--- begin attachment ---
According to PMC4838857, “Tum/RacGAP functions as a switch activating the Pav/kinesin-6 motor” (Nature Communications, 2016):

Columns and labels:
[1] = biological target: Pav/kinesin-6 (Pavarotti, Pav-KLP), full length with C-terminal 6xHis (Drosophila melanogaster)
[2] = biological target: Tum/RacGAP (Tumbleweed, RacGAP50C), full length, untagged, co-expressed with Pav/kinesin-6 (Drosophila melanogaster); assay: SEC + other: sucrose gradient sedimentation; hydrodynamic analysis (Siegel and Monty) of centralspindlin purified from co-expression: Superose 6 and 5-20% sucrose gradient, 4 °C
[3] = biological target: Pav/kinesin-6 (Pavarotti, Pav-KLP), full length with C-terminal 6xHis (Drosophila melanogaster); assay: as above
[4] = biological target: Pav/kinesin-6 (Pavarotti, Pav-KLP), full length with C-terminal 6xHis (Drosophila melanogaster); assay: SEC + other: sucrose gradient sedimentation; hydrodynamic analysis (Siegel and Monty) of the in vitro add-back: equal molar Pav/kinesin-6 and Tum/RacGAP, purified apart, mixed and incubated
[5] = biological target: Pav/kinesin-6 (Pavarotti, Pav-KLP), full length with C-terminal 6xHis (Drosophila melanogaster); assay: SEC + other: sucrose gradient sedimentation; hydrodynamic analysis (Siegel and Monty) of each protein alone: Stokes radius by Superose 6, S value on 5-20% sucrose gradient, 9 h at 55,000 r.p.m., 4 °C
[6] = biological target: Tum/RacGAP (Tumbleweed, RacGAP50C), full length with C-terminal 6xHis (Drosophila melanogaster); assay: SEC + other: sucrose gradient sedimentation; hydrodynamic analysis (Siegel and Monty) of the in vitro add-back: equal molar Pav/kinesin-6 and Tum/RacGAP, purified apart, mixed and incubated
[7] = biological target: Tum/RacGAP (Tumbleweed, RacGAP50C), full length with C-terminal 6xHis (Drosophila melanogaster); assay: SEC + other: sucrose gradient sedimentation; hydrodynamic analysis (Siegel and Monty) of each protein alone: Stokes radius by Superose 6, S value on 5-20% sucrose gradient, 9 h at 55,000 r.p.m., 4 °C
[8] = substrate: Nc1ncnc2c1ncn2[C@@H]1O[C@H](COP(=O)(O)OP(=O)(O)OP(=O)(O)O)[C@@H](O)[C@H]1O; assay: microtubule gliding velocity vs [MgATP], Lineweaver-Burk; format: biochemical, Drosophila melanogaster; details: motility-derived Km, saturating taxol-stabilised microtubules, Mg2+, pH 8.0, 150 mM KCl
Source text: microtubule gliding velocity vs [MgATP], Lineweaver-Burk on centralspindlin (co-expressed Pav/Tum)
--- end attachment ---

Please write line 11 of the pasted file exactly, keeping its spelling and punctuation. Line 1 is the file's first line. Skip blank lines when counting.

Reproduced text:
Source text: microtubule gliding velocity vs [MgATP], Lineweaver-Burk on centralspindlin (co-expressed Pav/Tum)